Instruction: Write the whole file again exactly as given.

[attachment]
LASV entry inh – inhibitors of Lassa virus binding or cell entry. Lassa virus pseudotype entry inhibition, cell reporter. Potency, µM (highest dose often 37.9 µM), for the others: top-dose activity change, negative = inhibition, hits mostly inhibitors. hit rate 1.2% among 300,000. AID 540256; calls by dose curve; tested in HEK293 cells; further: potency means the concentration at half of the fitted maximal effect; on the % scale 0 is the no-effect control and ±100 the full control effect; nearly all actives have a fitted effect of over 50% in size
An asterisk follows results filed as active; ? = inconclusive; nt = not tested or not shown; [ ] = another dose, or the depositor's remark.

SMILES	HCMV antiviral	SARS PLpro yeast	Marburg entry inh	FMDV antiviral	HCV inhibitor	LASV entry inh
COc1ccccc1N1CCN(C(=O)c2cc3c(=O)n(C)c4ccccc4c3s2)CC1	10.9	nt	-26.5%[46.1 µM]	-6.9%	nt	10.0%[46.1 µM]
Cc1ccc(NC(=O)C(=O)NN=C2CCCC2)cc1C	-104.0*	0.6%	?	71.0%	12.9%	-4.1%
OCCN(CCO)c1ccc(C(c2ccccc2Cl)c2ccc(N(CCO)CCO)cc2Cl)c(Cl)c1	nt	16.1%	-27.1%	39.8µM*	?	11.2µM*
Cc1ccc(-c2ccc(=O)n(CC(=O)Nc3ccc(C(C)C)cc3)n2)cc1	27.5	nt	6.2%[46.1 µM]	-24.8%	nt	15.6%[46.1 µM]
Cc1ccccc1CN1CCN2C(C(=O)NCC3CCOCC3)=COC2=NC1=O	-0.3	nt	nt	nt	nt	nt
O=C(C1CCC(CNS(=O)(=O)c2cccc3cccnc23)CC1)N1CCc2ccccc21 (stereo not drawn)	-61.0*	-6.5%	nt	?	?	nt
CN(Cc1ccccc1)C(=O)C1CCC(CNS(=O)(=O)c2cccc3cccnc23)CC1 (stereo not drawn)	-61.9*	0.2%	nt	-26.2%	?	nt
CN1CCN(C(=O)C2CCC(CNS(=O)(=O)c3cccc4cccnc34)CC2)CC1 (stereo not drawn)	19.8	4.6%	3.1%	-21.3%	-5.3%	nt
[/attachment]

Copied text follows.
LASV entry inh – inhibitors of Lassa virus binding or cell entry. Lassa virus pseudotype entry inhibition, cell reporter. Potency, µM (highest dose often 37.9 µM), for the others: top-dose activity change, negative = inhibition, hits mostly inhibitors. hit rate 1.2% among 300,000. AID 540256; calls by dose curve; tested in HEK293 cells; further: potency means the concentration at half of the fitted maximal effect; on the % scale 0 is the no-effect control and ±100 the full control effect; nearly all actives have a fitted effect of over 50% in size
An asterisk follows results filed as active; ? = inconclusive; nt = not tested or not shown; [ ] = another dose, or the depositor's remark.

SMILES	HCMV antiviral	SARS PLpro yeast	Marburg entry inh	FMDV antiviral	HCV inhibitor	LASV entry inh
COc1ccccc1N1CCN(C(=O)c2cc3c(=O)n(C)c4ccccc4c3s2)CC1	10.9	nt	-26.5%[46.1 µM]	-6.9%	nt	10.0%[46.1 µM]
Cc1ccc(NC(=O)C(=O)NN=C2CCCC2)cc1C	-104.0*	0.6%	?	71.0%	12.9%	-4.1%
OCCN(CCO)c1ccc(C(c2ccccc2Cl)c2ccc(N(CCO)CCO)cc2Cl)c(Cl)c1	nt	16.1%	-27.1%	39.8µM*	?	11.2µM*
Cc1ccc(-c2ccc(=O)n(CC(=O)Nc3ccc(C(C)C)cc3)n2)cc1	27.5	nt	6.2%[46.1 µM]	-24.8%	nt	15.6%[46.1 µM]
Cc1ccccc1CN1CCN2C(C(=O)NCC3CCOCC3)=COC2=NC1=O	-0.3	nt	nt	nt	nt	nt
O=C(C1CCC(CNS(=O)(=O)c2cccc3cccnc23)CC1)N1CCc2ccccc21 (stereo not drawn)	-61.0*	-6.5%	nt	?	?	nt
CN(Cc1ccccc1)C(=O)C1CCC(CNS(=O)(=O)c2cccc3cccnc23)CC1 (stereo not drawn)	-61.9*	0.2%	nt	-26.2%	?	nt
CN1CCN(C(=O)C2CCC(CNS(=O)(=O)c3cccc4cccnc34)CC2)CC1 (stereo not drawn)	19.8	4.6%	3.1%	-21.3%	-5.3%	nt